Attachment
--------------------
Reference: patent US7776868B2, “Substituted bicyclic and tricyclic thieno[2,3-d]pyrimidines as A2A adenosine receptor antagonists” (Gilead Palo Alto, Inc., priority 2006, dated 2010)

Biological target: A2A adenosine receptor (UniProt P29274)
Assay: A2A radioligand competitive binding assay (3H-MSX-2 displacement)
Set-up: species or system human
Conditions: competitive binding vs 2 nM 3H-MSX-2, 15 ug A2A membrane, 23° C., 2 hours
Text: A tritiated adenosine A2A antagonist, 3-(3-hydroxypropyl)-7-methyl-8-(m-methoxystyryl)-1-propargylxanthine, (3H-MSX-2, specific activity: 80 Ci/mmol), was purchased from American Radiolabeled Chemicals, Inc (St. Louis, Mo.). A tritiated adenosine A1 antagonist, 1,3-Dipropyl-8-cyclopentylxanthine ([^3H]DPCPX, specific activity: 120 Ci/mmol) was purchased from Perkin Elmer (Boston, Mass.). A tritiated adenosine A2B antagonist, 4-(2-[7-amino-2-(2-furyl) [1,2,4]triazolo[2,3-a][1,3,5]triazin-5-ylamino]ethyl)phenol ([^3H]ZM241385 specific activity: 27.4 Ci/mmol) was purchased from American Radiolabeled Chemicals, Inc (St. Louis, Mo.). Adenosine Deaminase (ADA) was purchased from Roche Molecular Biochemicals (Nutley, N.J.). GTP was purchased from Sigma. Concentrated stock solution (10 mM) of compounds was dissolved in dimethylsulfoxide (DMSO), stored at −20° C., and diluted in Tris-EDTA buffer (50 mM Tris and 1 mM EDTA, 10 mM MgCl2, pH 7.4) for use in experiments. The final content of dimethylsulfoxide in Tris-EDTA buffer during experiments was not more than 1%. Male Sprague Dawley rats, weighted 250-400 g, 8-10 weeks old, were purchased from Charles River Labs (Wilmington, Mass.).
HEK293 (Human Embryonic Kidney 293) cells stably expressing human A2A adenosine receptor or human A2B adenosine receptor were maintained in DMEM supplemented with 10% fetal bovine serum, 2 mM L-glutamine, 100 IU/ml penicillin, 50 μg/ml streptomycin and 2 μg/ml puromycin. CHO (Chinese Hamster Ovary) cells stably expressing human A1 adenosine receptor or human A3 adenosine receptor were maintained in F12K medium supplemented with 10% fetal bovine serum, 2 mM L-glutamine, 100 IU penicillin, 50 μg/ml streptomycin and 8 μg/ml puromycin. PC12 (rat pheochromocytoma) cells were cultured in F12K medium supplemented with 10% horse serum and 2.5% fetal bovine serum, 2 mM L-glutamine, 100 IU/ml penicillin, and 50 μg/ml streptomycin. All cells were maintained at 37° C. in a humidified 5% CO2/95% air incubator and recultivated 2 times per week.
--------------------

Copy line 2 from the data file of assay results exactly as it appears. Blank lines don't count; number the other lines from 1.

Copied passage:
Biological target: A2A adenosine receptor (UniProt P29274)